Fox News host Tucker Carlson spoke with a witch on Tuesday evening, and it probably didn’t go as he expected. While the interview was generally good-natured in spirit, Carlson wanted to focus on witch stereotypes while his guest ― witch and self-described “Oracle of Los Angeles” Amanda Yates Garcia ― wanted to talk about real issues. “Sincere question: Is eye of newt an actual ingredient?” Carlson asked.
Stephen Colbert hosted a live election night special on Showtime, and most of his material was built around an expected Hillary Clinton victory. On Tuesday night’s broadcast of “The Late Show,” Colbert told Clinton how those plans changed in a hurry when it became clear that Donald Trump would win. “The audience that night was, honest to God, like on the edge of tears in this room,” he said.
A Republican lawmaker in South Dakota is coming under fire for posting a violent cartoon meme showing a car slamming into people along with the phrase “ALL LIVES SPLATTER.”Rep. Lynne DiSanto, the Republican whip in the state’s House of Representatives, wrote: “I think this is a movement we can all support.”The tasteless post, which was later deleted, cost DiSanto her job as a real estate agent.
Muck Rack makes it simple to find people, tweets, or articles that mention any name, keyword, company, hashtag etc. We've compiled this guide to help you make the most of your search.
Selecting a term
Start searching tweets, articles from media outlets, articles mentioned in tweets, journalists'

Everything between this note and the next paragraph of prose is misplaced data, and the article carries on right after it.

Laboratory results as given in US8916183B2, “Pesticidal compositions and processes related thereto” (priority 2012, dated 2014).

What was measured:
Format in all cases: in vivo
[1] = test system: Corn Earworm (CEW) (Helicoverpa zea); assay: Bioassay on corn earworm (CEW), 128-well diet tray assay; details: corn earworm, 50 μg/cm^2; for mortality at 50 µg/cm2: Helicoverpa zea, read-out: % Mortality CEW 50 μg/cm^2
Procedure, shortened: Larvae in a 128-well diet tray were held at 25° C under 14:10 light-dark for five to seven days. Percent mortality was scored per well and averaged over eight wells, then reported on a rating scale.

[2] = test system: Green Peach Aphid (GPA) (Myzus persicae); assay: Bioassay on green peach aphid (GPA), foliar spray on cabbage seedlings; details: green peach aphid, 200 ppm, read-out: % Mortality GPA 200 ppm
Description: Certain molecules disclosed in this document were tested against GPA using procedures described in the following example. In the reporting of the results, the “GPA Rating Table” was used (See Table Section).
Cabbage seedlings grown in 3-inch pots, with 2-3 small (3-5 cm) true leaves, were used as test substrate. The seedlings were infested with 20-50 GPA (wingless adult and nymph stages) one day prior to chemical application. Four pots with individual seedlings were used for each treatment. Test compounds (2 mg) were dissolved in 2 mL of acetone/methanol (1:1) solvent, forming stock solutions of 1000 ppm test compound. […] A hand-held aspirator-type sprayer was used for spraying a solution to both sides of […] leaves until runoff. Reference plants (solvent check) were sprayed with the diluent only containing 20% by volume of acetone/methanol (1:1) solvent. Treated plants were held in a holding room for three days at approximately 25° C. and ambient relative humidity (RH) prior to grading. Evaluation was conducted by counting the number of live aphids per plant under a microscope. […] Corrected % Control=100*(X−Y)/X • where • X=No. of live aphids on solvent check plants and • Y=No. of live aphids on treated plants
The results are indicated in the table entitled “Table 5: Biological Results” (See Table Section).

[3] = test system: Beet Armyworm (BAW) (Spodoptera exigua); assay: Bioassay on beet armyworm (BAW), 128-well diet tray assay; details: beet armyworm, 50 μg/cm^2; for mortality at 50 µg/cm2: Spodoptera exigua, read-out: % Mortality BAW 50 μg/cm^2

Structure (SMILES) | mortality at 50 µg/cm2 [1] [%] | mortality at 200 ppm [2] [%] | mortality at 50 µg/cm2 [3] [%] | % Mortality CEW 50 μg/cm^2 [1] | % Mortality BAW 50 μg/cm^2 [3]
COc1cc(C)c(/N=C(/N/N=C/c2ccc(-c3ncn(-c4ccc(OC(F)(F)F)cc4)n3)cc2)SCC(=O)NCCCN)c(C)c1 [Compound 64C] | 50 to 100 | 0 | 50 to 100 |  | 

names, titles and bios with some suggested searches:
Companies or Topics (e.g. iPhone, Microsoft)
Phrases (e.g. "cloud computing") — use quotes to keep the terms together
Twitter handles (e.g. @username) — returns those who have mentioned or replied to
Names (e.g. "David Pogue")
Hashtags (e.g. #sxsw, #london2012)
Bio details (e.g. vegan, Olympics, father)
Muck Rack's Advanced Search allows for many boolean operators.
Find results that mention multiple specified terms, use AND or
+. For example, ensure each result contains both Elon Musk and Mark Zuckerberg by
searching Obama AND Romney or Obama + Romney.
Use the operators OR or , to broaden your search when you'd like either of
multiple terms to appear in results. (This is the default behavior of our search when no operators
are used.) For example, search for democrat OR republican to find results that refer to
Democrats and/or Republicans.
Use NOT or - to subtract results from your search. For
example, searching Disney will yield results about the Walt Disney Company as well as Walt Disney
World Resort. To exclude mentions of Disney World, search for Disney -World or Disney
When using one of these operators with a phrase, enclose it in quotation marks. For example, you can
find results about smartphones excluding Apple's iPhone 4S by searching smartphone -"iPhone
Exact case matching or punctuation
If you're searching for a brand name or keyword that relies on specific punctuation marks or capitalization, you can
find results that match your exact query by adding matchcase: before the keyword you're searching for, like matchcase:E*TRADE .
Use parentheses to separate multiple
boolean phrases. For example, to find journalists talking about having fun in Disney World or
Disneyland, search for ("disney world" OR disneyland) AND fun.
An asterisk can be used to search for any variation of a root word truncated by the asterisk. For example, searching for admin* will return results for administrator, administration, administer, administered, etc.
A near operator is an AND operator where you can control the distance between the words. You can vary the distance the near operation uses by adding a forward slash and number (between 0-99) such as strawberries NEAR/10 "whipped cream", which means the strawberries must exist within 10 words of "whipped cream".